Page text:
6. We agreed to be as vigilant as possible; WE know all too well that added sugar is EVERYWHERE; even in your vegan organic grain free gluten free evil free neighborhood smoothie shop’s concoction; they are probably not using UNSWEETENED almond milk, and our favorite salad place is probably adding honey to their addictive ‘green goddess’ dressing…. So politely ignoring little things like that was not an option for us; we simply KNOW TOO MUCH (dramatic music).


I knew I wouldn’t have a hard time avoiding “desserts” – weirdly, I actually RARELY get sweet cravings and doubly weirdly – I’m not a huge fan of chocolate – I’ll choose a rhubarb pie or almond croissant any day over a brownie – but I knew added sugars lurk in MANY more places than brownies. I was more concerned about how my teeny little added sugar habits (namely, daily Manuka honey in my matcha) would affect my body and my brain. (Note: you CANNOT disconnect body and brain; that’s ANOTHER Essence tenet!)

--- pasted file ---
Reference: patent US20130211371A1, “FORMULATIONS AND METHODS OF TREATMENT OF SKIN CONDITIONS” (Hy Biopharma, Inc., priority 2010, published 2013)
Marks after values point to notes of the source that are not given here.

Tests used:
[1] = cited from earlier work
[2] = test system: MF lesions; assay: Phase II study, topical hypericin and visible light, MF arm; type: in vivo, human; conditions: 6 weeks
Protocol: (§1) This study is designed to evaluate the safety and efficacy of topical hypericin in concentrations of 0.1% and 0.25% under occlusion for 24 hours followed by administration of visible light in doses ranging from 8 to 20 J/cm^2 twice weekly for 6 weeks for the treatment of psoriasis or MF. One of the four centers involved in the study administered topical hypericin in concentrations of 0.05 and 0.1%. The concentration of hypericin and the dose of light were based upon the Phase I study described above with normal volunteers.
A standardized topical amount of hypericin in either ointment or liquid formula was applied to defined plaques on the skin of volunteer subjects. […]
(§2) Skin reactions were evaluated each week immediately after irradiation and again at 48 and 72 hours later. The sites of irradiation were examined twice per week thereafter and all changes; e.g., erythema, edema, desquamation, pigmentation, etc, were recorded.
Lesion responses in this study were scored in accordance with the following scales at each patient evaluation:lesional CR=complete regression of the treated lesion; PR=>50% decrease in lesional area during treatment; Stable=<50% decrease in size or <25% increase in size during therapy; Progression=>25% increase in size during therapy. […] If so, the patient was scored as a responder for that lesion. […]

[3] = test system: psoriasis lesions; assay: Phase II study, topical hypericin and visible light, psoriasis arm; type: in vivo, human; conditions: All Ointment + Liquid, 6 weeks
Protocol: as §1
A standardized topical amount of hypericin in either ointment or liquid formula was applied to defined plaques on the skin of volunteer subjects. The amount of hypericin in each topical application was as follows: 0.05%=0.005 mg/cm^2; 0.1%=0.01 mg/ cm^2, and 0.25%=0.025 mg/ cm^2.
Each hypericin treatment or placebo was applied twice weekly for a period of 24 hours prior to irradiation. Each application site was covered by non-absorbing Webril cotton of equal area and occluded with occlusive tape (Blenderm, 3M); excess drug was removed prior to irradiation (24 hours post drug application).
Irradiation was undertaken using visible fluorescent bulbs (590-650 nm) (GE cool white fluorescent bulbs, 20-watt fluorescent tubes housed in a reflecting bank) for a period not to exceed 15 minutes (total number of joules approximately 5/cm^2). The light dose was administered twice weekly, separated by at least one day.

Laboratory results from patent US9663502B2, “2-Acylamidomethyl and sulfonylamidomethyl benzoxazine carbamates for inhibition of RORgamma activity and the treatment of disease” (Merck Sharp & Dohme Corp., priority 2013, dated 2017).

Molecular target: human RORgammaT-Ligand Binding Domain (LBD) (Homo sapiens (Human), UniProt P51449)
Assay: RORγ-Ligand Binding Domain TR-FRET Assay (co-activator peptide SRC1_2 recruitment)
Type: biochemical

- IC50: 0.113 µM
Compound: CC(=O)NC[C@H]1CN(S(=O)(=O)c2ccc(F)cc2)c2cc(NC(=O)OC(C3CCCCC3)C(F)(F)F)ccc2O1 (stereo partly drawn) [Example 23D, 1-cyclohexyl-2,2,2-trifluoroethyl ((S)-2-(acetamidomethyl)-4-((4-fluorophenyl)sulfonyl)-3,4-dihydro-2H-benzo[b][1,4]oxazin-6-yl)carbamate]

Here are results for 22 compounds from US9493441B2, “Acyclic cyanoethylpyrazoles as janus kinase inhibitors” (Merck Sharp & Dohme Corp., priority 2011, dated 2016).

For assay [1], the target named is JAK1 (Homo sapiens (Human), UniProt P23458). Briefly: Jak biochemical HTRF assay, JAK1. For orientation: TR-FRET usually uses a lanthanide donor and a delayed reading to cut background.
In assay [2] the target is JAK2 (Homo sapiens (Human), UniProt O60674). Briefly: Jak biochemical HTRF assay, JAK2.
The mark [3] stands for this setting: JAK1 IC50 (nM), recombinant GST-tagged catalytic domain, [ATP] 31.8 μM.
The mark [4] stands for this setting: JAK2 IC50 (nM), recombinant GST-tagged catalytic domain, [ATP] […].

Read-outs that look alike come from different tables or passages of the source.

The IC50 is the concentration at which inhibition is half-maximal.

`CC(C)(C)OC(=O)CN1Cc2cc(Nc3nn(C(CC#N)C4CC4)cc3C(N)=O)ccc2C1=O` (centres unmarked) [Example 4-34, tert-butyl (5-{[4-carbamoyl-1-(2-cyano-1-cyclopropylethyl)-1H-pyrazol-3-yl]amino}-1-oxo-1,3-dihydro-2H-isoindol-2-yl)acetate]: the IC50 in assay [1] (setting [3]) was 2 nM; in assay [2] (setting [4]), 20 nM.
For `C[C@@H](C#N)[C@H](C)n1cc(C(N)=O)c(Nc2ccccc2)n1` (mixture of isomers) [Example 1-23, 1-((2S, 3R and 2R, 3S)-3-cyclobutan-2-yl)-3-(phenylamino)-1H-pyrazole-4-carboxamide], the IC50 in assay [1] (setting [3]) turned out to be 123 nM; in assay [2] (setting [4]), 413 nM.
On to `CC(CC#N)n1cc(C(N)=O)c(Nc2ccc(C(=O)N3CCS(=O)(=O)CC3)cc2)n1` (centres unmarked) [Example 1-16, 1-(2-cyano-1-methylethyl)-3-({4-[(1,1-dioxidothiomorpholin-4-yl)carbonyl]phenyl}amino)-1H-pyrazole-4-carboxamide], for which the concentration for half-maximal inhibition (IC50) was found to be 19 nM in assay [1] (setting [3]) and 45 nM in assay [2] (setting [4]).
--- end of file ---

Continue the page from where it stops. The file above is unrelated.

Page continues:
Interestingly, my biggest challenge here was NOT avoiding decadent desserts or chocolates – but avoiding Manuka honey, Stevia and Monk Fruit! I will occasionally add a packet (or teaspoon of honey) of these (like, 2 a week, if that) into my plain yogurt or tea – so nixing that made for some VERY funky-tasting matcha. I had to switch to black tea, which is palatable without sweetener. AND IN FACT – now I PREFER it without sweetener (this just goes to show; taste perception can change over time!) However, matcha without sweetener remains downright disgusting. Additionally, because I work like a hound and am rarely near refrigeration long enough for a full fat plain yogurt afternoon snack to not spoil, I rely a couple times a week on some #essenceapproved bars that have Stevia in them. So it was REALLY hard for me to swap those out because they are SO terribly convenient – especially on days where I am at a professional stadium doing consulting in the late afternoons, because I love having nut butter and fruit at breakfast and prefer not to have even more in the afternoon (and yogurt isn’t an option since it’s refrigerated… as are kefir/labneh/guac/goat cheese which would be some other go-to afternoon snacks of mine).